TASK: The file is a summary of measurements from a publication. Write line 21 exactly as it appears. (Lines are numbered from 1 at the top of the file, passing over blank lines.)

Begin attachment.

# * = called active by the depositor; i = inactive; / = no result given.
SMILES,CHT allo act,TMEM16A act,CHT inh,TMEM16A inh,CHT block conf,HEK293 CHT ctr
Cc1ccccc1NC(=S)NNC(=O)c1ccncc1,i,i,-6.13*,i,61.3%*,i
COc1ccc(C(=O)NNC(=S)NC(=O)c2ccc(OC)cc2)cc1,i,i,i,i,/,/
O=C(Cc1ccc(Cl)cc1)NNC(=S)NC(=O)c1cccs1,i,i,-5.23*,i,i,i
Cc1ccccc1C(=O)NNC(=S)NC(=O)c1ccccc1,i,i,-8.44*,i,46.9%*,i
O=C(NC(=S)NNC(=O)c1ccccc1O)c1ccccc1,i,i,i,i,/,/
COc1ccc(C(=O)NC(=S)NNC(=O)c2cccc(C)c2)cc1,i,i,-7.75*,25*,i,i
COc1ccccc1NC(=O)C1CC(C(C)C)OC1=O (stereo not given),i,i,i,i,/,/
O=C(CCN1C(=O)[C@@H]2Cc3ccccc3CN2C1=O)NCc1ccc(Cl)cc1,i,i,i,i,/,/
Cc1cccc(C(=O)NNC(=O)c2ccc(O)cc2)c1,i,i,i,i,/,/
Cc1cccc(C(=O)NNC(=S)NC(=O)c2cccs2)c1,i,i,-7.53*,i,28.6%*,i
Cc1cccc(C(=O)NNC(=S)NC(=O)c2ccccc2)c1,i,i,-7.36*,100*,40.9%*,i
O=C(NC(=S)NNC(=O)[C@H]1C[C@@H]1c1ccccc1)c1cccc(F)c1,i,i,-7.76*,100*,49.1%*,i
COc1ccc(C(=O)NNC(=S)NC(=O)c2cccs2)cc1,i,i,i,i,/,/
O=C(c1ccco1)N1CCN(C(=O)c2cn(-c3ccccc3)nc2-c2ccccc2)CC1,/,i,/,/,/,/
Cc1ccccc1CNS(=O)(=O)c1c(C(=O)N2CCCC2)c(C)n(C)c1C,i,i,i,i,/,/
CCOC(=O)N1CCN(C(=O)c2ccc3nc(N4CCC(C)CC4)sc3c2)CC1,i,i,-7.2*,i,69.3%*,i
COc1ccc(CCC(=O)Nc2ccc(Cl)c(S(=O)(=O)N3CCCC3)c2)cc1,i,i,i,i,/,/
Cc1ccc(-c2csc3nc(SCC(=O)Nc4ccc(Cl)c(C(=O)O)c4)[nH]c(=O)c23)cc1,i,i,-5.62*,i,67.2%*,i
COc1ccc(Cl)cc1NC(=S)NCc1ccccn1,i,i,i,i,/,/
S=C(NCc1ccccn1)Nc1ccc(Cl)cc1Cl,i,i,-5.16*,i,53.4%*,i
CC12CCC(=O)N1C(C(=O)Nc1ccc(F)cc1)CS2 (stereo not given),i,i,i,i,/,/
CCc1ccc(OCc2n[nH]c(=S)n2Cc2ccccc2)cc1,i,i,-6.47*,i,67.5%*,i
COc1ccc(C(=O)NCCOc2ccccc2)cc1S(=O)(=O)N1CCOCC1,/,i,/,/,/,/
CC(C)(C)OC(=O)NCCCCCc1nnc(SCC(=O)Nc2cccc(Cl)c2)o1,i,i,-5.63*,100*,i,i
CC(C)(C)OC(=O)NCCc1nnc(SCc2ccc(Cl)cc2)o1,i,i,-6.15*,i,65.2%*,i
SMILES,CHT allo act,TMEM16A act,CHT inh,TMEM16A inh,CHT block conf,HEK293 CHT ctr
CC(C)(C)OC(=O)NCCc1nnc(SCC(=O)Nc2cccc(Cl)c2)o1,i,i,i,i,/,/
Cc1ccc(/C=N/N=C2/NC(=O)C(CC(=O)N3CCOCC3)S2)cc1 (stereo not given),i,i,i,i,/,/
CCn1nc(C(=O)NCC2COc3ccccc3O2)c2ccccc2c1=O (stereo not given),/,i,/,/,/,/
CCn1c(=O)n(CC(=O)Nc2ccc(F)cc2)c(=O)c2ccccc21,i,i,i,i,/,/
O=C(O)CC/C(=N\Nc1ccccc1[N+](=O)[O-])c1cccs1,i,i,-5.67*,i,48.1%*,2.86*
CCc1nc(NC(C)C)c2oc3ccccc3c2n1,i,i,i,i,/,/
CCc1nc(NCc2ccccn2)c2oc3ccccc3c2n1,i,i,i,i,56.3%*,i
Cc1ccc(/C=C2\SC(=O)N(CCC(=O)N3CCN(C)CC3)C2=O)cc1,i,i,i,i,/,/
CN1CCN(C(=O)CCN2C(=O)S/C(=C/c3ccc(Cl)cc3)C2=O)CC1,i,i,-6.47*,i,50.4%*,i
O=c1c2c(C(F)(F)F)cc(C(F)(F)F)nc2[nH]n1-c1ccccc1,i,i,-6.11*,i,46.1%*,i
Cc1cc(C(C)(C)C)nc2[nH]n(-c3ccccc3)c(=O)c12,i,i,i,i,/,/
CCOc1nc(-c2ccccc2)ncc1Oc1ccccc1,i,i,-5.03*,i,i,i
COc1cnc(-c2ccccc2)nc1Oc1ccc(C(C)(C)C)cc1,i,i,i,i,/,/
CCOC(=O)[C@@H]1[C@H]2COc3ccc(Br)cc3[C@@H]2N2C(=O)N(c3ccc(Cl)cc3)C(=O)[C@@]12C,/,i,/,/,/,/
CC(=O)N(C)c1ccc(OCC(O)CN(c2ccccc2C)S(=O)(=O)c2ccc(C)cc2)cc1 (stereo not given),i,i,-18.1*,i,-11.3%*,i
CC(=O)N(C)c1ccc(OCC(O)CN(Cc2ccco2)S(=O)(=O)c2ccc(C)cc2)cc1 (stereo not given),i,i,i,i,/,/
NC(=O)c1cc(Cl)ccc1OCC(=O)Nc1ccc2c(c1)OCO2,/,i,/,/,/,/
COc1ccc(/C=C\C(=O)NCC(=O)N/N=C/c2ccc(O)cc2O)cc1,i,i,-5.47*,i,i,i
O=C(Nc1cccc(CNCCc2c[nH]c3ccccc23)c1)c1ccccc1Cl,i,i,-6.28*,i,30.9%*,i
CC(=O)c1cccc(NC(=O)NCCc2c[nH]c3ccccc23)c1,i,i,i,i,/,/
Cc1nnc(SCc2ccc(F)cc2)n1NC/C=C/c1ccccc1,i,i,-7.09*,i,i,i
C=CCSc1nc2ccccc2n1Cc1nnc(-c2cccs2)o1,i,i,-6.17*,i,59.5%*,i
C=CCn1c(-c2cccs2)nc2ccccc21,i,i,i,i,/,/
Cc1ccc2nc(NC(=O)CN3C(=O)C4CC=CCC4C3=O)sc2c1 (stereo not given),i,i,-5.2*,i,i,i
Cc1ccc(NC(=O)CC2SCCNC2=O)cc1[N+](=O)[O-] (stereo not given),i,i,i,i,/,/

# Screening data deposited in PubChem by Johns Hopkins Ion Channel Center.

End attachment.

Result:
COc1ccc(Cl)cc1NC(=S)NCc1ccccn1,i,i,i,i,/,/